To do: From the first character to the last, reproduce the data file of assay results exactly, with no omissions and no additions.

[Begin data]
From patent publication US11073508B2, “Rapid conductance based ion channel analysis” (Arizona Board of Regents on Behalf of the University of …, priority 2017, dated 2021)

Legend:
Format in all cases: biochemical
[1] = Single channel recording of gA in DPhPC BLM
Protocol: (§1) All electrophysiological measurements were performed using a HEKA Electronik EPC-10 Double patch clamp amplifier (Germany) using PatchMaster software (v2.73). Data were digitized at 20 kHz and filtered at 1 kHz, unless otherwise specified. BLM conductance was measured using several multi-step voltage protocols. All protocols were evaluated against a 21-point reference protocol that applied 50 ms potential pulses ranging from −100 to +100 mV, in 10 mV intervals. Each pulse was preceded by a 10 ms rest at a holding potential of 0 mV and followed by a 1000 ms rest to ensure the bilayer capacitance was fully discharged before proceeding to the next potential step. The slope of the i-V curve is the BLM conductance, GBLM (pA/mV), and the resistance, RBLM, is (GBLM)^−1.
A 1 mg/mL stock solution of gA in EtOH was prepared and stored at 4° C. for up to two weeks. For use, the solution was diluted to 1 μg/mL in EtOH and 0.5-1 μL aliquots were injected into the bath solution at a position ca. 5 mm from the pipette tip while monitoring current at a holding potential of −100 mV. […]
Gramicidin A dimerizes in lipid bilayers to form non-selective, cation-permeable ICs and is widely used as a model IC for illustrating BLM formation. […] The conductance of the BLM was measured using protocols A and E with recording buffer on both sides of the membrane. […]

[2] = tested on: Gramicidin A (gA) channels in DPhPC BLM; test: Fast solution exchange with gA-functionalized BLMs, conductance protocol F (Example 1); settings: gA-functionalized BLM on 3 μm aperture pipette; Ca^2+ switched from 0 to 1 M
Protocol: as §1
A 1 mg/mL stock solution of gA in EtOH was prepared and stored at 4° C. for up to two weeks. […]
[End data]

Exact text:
From patent publication US11073508B2, “Rapid conductance based ion channel analysis” (Arizona Board of Regents on Behalf of the University of …, priority 2017, dated 2021)

Legend:
Format in all cases: biochemical
[1] = Single channel recording of gA in DPhPC BLM
Protocol: (§1) All electrophysiological measurements were performed using a HEKA Electronik EPC-10 Double patch clamp amplifier (Germany) using PatchMaster software (v2.73). Data were digitized at 20 kHz and filtered at 1 kHz, unless otherwise specified. BLM conductance was measured using several multi-step voltage protocols. All protocols were evaluated against a 21-point reference protocol that applied 50 ms potential pulses ranging from −100 to +100 mV, in 10 mV intervals. Each pulse was preceded by a 10 ms rest at a holding potential of 0 mV and followed by a 1000 ms rest to ensure the bilayer capacitance was fully discharged before proceeding to the next potential step. The slope of the i-V curve is the BLM conductance, GBLM (pA/mV), and the resistance, RBLM, is (GBLM)^−1.
A 1 mg/mL stock solution of gA in EtOH was prepared and stored at 4° C. for up to two weeks. For use, the solution was diluted to 1 μg/mL in EtOH and 0.5-1 μL aliquots were injected into the bath solution at a position ca. 5 mm from the pipette tip while monitoring current at a holding potential of −100 mV. […]
Gramicidin A dimerizes in lipid bilayers to form non-selective, cation-permeable ICs and is widely used as a model IC for illustrating BLM formation. […] The conductance of the BLM was measured using protocols A and E with recording buffer on both sides of the membrane. […]

[2] = tested on: Gramicidin A (gA) channels in DPhPC BLM; test: Fast solution exchange with gA-functionalized BLMs, conductance protocol F (Example 1); settings: gA-functionalized BLM on 3 μm aperture pipette; Ca^2+ switched from 0 to 1 M
Protocol: as §1
A 1 mg/mL stock solution of gA in EtOH was prepared and stored at 4° C. for up to two weeks. […]